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2014 California Rules of Court

Rule 3.853. Voluntary participation and self-determination

A mediator must conduct the mediation in a manner that supports the principles of voluntary participation and self-determination by the parties. For this purpose a mediator must:

(1)Inform the parties, at or before the outset of the first mediation session, that any resolution of the dispute in mediation requires a voluntary agreement of the parties;

(2)Respect the right of each participant to decide the extent of his or her participation in the mediation, including the right to withdraw from the mediation at any time; and

(3)Refrain from coercing any party to make a decision or to continue to participate in the mediation.

Rule 3.853 amended and renumbered effective January 1, 2007; adopted as rule 1620.3 effective January 1, 2003.

Advisory Committee Comment

Voluntary participation and self-determination are fundamental principles of mediation that apply both to mediations in which the parties voluntarily elect to mediate and to those in which the parties are required to go to mediation in a mandatory court mediation program or by court order. Although the court may order participants to attend mediation, a mediator may not mandate the extent of their participation in the mediation process or coerce any party to settle the case.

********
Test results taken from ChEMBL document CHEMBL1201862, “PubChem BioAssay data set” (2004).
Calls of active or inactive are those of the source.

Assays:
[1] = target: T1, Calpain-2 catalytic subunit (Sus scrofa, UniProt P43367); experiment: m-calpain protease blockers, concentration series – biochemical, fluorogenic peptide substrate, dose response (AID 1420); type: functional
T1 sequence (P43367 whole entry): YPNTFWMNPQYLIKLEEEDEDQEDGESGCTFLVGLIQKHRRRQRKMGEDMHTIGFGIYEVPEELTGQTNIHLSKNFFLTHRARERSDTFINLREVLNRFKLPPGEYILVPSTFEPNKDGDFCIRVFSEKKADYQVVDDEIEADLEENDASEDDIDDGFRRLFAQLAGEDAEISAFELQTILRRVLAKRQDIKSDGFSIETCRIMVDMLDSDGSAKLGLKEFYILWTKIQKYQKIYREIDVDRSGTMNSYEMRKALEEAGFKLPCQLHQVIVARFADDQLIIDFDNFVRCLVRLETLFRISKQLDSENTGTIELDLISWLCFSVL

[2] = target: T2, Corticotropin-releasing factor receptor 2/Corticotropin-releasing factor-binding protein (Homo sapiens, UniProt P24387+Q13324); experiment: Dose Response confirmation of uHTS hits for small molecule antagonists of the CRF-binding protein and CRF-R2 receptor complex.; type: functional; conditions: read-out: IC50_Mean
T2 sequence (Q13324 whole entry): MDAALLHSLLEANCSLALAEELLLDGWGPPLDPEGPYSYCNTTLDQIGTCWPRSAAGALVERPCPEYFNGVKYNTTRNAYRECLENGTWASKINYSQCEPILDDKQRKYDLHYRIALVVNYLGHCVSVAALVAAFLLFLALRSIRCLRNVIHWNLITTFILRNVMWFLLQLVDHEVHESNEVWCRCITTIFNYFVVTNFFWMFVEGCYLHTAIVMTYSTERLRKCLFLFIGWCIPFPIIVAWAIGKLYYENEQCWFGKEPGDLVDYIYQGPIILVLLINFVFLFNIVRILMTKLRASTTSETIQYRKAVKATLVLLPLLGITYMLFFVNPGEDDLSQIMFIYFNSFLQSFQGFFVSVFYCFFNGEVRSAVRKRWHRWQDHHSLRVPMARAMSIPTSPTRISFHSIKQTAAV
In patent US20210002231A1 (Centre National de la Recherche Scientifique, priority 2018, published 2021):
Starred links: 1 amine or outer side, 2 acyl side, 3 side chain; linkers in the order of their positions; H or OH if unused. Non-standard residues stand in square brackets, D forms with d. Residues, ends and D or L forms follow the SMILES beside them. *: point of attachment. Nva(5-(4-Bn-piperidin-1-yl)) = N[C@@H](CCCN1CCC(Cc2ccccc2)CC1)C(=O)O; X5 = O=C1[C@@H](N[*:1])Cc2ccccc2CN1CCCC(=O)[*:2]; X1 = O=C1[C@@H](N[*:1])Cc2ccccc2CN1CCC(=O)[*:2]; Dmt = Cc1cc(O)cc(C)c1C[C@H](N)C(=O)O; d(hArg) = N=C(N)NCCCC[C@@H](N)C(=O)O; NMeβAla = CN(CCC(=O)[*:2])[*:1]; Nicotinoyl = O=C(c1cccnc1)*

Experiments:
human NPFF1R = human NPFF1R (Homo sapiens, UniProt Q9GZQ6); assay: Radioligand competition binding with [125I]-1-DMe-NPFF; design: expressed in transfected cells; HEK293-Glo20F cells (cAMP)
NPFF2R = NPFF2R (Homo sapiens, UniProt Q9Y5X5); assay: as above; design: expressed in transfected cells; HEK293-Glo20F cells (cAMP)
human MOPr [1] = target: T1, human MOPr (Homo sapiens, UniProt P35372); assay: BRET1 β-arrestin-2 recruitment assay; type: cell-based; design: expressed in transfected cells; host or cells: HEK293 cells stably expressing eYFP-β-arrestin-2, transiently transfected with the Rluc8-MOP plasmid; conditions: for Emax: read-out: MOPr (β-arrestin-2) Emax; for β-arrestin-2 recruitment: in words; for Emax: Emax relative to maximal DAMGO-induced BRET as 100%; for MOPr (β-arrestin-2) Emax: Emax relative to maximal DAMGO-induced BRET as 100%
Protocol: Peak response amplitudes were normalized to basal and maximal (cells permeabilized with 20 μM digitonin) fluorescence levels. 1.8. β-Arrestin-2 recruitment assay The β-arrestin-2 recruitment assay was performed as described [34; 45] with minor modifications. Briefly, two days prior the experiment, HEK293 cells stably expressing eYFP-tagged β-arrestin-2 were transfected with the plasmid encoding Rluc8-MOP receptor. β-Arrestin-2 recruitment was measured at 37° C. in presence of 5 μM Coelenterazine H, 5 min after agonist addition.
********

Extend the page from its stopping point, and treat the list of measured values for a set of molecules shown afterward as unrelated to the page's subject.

After informing the parties of their choices and the consequences of those choices, a mediator can invoke a broad range of approaches to assist the parties in reaching an agreement without offending the principles of voluntary participation and self-determination, including (1) encouraging the parties to continue participating in the mediation when it reasonably appears to the mediator that the possibility of reaching an uncoerced, consensual agreement has not been exhausted and (2) suggesting that a party consider obtaining professional advice (for example, informing an unrepresented party that he or she may consider obtaining legal advice). Conversely, examples of conduct that violate the principles of voluntary participation and self-determination include coercing a party to continue participating in the mediation after the party has told the mediator that he or she wishes to terminate the mediation, providing an opinion or evaluation of the dispute in a coercive manner or over the objection of the parties, using abusive language, and threatening to make a report to the court about a party's conduct at the mediation.

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